Tree following: Mayday

It took a bit of effort to drag myself out into the murky, wet evening. Glad I made the effort though. Before I’d even got to the woods, I had a treat when a heron swooped down onto a roof and remained there for a few moments before flying off in the direction of Waitrose. I’ve spotted a heron a couple of times near the old mill pool over there. On twitter, Brownhills Bob & someone from the Pipe Green Trust thought he may have been heading to a heronry at Aldershawe.

Another few steps and I found myself passing a slightly wonky fairyring of mushrooms. I didn’t get too near. I’ve read what happens to mortals who do…..

Once in the woods, the trees, plants and hedgerows glistened, but with drops of recent rainfall, rather than may dew.

I wanted to measure my tree, to get an idea of how old it was. It soon became apparent that this was no task to undertake alone. The people in the flats overlooking the lane, and this robin that turned up to watch, probably wondered what on earth I was doing.

Happily, I managed to enlist someone’s help and we discovered that the trunk measured about 3.2m which could mean that it is anything from around 210 years old to around 130 years old. According to the Royal Forestry Society, a tree could grow between 1.5cm & 2.5cm per year, depending on things like location, soil quality.  So I’m going to read up on Mitchell’s Rule and then maybe I’ll have another go at estimating the age!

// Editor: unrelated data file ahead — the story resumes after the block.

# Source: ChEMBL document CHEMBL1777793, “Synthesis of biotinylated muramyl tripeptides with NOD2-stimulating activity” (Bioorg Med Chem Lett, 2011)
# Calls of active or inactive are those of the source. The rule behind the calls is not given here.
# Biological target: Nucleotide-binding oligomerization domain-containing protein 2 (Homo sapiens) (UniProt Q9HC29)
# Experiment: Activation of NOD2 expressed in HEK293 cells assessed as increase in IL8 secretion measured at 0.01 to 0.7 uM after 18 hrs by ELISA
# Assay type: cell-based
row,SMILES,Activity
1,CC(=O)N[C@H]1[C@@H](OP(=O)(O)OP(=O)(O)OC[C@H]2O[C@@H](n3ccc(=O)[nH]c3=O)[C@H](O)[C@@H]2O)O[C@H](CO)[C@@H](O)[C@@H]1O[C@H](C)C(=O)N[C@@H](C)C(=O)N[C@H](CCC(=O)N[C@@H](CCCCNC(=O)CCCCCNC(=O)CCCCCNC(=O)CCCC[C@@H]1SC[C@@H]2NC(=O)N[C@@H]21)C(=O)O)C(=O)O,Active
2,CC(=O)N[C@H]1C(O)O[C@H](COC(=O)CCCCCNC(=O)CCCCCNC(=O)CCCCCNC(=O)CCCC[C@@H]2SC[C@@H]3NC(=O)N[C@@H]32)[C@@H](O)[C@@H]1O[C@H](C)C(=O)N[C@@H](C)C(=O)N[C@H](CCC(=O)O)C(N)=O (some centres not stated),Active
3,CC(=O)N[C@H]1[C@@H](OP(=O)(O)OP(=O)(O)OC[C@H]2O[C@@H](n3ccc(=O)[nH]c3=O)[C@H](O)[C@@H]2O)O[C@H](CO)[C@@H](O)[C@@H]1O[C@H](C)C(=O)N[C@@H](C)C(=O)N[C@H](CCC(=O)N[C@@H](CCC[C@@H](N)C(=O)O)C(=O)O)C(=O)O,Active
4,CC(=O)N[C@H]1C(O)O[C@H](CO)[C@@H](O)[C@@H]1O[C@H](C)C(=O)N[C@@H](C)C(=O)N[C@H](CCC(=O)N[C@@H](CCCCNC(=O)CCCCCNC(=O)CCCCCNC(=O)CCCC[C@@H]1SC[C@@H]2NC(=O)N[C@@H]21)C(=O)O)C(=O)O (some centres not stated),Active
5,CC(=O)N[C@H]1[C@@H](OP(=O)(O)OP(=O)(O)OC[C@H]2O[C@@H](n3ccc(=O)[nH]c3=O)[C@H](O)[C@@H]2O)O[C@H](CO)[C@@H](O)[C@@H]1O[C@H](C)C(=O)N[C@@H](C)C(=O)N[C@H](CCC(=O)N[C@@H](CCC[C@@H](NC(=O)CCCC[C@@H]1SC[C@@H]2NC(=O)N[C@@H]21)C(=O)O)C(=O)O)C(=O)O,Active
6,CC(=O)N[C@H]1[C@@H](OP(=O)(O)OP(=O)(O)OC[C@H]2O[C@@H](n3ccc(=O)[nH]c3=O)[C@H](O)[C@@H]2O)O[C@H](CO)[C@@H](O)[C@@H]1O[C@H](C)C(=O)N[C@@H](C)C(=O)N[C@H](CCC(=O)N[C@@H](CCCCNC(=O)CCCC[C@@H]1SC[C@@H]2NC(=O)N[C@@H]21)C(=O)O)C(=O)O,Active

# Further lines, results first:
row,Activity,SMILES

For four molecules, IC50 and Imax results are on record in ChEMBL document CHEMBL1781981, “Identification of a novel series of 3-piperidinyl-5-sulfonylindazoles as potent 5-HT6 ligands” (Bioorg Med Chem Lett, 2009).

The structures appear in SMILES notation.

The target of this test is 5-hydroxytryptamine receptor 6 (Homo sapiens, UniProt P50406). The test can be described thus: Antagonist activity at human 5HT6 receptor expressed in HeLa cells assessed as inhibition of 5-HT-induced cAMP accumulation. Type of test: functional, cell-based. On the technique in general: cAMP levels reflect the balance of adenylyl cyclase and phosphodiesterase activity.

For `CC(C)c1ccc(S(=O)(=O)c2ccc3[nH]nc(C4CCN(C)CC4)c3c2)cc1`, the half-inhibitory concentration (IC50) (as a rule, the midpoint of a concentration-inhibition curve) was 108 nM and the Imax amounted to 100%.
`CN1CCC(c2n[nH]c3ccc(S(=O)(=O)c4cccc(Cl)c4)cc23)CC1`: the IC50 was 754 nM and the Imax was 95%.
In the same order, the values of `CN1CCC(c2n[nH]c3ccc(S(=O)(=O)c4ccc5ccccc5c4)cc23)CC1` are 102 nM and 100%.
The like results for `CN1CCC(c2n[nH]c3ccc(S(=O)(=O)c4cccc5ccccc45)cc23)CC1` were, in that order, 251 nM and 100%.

Tree measuring task completed, I headed back down the lane and met a couple out for a walk. They didn’t seem to mind the weather, in fact they thought it was lovely…….

 

 

Verdun Acorns

 

 

This plaque is in Lichfield’s Garden of Remembrance.  It seems that the planting of acorns from Verdun was not unique to Lichfield and that there are oaks grown from Verdun acorns at many other places in the country, including Kew Gardens, Coventry, and Reading.

In a forum (1), I found a possible explanation for this. It suggests that a box of chestnuts and acorns were sent from Verdun to the London and North-West Railway Company, so that they could be sold to raise funds  for the benefit of the War Seal Foundation (L & N-W Section). It also says that sample boxes were sent to towns and cities along the route of the railway (of which Lichfield would be one?).

I’m going to have a look throught the newspaper archive to see if there is any information on this. In the meantime, it would be great to know if anyone has ever heard of this before or has any further information. I wonder who Mr Knights was?

Oak tree thought to be grown from an acorn, from an oak tree grown from a 'Verdun Acorn'.

 

Edit 16/4/2012

I had a quick look through the British Newspapers archive and there is this snippet from the Western Times, Tuesday 24th July 1917.

“A resident of Ealing has presented the town with two chestnut trees and an oak tree grown from chestnuts and an acorn gathered by the Mayor of Verdun from the devasted forests of Vaux and Douaumount. They are to be planted in the Walpole Park as a memorial to the defence of Verdun’.

 Sources: